Azerbaijan International

Winter 2006 (14.4)
Pages 26-27

Norwegian - Azerbaijani Links
From Hiking in the Caucasus to Sailing the Pacific
PDF Format - 500 KB

by Betty Blair

As strange as it may sound, there's a link between Azerbaijan and the Norwegians who made the remarkable voyage on the Tangaroa raft this past summer sailing 4,000 miles across the Pacific.

The Tangaroa was based on the Kon-Tiki voyage that the great Norwegian explorer and experimental archaeologist Thor Heyerdahl (1914-2002) had made in 1947.

Heyerdahl had visited Baku four times during his lifetime. And it was Heyerdahl who introduced the leader of the Tangaroa expedition - Torgeir Higraff - to Azerbaijan. Torgeir has since visited this country twice. Here's how it happened.

Torgeir Higraff first heard about Azerbaijan on the single occasion when he met his childhood hero - Thor Heyerdahl. The year was 2000. In Oslo. At the time, Heyerdahl was trying to promote his new book, "In Search of Odin," convinced that Odin could be traced to Azerbaijan and that Scandinavians had roots in the Caspian region.

"Like many of Heyerdahl's other theories," observed Torgeir, "this one was controversial and not appreciated in academia. As school kids growing up in Norway, we read that Odin was a god, but Thor was convinced that Odin was really a human being-something like a respected chief or elder in the community."

Throughout his life, Heyerdahl always paid serious attention to folklore, convinced that legends and myths often provided hints that conveyed truth and reality.

Heyerdahl first published his ideas about the Scandinavian ties to Azerbaijan in Azerbaijan International. [See "The Azerbaijan Connection: Challenging Euro-Centric Theories of Migration." Spring 1995 (AI 3.1). Search at].

After meeting Thor, Torgeir started teaching at Danvik School of Media and Communication in Norway.

Known as a "folk school", Danvik is part of the educational system that has been established in Norway, which offers young people the chance to explore their own personal interests during a one - or two-year interim before many of them settle down into the academic rigors of university study and the pursuit of professional careers.

Tore Seierstad happened to be the director of Danvik School at the time. Prior to his appointment, he had been deeply involved with Azerbaijan, directing the Norwegian Humanitarian Enterprise (NHE) there for about five years.

It was Tore who urged Torgeir Higraff to think about taking a dozen Danvik students and hiking in the Caucasus. Once Torgeir heard about the remote village of Khinalig in the Caucasus, he set his mind on getting there.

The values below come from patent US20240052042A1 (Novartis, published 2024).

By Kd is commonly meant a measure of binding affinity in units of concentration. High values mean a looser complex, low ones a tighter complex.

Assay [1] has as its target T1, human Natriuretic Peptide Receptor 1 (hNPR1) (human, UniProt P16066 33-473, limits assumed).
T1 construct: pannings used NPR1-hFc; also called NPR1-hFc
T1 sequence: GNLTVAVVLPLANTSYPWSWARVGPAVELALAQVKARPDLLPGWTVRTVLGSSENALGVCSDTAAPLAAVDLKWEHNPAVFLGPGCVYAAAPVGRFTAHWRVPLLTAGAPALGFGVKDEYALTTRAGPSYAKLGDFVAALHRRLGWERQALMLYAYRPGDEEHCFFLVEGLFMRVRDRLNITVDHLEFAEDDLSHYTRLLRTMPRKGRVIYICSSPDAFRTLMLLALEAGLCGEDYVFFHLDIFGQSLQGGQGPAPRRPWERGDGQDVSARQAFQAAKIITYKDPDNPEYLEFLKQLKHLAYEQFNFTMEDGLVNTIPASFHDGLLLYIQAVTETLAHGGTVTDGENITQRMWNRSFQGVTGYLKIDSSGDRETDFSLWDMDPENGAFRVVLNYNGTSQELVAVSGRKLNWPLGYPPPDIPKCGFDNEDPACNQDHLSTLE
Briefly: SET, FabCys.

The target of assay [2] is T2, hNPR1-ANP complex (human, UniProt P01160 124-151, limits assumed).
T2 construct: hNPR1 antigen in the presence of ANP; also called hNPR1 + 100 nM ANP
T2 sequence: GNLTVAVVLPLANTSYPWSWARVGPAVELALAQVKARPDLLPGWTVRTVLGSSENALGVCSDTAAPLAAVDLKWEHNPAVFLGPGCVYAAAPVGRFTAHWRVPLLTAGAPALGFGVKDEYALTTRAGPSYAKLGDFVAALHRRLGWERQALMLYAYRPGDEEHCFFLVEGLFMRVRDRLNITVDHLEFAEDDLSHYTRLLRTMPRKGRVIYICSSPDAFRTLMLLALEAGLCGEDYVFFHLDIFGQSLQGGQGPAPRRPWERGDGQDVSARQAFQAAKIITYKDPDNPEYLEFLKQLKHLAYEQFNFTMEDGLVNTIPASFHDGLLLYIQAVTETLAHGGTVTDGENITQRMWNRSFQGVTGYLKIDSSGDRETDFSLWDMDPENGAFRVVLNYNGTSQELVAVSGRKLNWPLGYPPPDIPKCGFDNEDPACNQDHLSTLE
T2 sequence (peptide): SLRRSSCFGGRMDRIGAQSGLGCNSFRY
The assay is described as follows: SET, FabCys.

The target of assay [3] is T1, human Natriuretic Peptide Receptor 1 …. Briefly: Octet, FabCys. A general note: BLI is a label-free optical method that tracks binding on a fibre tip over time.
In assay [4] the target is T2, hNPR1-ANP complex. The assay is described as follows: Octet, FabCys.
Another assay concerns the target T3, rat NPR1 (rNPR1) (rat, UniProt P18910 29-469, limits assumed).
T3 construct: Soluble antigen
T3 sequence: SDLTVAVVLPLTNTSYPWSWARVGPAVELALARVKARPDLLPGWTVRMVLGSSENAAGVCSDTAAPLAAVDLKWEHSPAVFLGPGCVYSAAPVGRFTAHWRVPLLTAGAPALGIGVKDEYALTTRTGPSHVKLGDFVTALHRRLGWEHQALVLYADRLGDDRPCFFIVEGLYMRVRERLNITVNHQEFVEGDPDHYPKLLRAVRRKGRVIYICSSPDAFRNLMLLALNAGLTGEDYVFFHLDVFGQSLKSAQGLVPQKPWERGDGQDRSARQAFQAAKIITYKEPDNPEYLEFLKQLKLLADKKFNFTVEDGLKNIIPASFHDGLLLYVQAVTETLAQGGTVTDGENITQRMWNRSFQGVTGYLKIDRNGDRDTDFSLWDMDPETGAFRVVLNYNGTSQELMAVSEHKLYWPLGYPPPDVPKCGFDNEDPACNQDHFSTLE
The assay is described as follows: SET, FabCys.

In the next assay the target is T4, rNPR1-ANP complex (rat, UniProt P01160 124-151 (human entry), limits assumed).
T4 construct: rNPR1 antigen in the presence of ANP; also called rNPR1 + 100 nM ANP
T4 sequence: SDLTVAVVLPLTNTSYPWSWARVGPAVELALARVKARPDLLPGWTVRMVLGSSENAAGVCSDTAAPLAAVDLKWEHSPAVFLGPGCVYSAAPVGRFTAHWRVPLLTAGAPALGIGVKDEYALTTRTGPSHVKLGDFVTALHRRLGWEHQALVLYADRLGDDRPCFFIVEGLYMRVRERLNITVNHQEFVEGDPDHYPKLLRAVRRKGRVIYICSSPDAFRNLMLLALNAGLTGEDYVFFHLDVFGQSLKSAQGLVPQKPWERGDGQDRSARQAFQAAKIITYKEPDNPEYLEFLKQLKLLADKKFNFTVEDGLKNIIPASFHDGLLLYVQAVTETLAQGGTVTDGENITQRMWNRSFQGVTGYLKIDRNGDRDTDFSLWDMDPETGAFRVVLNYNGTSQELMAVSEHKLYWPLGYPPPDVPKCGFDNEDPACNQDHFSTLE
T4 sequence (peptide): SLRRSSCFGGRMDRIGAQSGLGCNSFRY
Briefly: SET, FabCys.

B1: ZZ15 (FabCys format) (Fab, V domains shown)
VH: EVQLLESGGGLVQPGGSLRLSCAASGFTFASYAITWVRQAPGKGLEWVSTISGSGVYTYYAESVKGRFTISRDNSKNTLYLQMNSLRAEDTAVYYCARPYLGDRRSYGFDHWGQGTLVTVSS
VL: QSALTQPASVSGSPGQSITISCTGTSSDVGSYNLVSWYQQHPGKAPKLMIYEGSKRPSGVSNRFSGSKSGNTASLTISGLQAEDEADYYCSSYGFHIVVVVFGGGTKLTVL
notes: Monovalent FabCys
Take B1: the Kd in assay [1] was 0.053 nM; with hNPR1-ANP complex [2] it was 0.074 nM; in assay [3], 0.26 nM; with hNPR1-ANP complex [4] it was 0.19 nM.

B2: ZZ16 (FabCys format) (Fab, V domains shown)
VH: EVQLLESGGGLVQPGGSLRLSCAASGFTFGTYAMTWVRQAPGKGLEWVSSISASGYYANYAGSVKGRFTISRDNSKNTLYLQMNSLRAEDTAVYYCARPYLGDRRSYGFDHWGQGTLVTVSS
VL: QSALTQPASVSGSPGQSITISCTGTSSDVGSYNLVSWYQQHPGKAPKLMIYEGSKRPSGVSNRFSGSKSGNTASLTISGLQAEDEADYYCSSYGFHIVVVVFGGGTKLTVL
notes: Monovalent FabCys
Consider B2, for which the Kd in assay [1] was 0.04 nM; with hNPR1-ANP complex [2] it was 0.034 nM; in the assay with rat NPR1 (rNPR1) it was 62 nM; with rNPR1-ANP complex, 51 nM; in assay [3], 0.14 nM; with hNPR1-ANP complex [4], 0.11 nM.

That was the spring of 2004. At that time, it was really quite difficult to reach Khinalig.
Streams and rivers flood from the melt off of snow, making it nearly impossible to access remote villages except a few months of the year. Dirt roads were treacherous. Many places were not even wide enough for two cars to pass.

Nor were there any guard rails to prevent vehicles from rolling over the banks, tumbling into the river, hundreds of feet below. But with persistence, Torgeir succeeded.

At Khinalig, Torgeir was amazed to find that many of those villagers looked much like Norwegians with blue eyes and blond hair.

There were other similarities also that made him think that Heyerdahl's hypothesis might be worth delving into further. And now that the Pacific Expedition has been completed, Torgeir does see correlations between hiking expeditions in the Caucasus and sailing expeditions across the Pacific.

"In both situations, our driving motivation was to get as close to nature as possible and, by implication, as far away as possible from 'civilization'.

Both kinds of adventures require the cooperation and coordination of an entire team to reach the designated target safely. Both require detailed planning of the route.

"But because of the great buoyancy of the raft, there really is plenty of space for cargo, which enabled us to take along almost all the stuff we wanted.

Not only food and drink, but many things that we actually didn't need."

Torgeir figured that the crew could have stored several tons of goods between the balsa logs and the floor. "However, when hiking or camping, you're limited by what each person can physically carry. The only exception is if you can make depots in advance," he said.

Torgeir says he prefers hiking in the Caucasus, rather than the Alps, because Khinalig is one of the most unique places in the world.

"The people are a separate nation and have their own unique language, unlike other languages in the world. I really want to go back, some day," he concluded.

Hopefully, he won't be disappointed now that since the summer of 2006 the road has been asphalted and bridges constructed.


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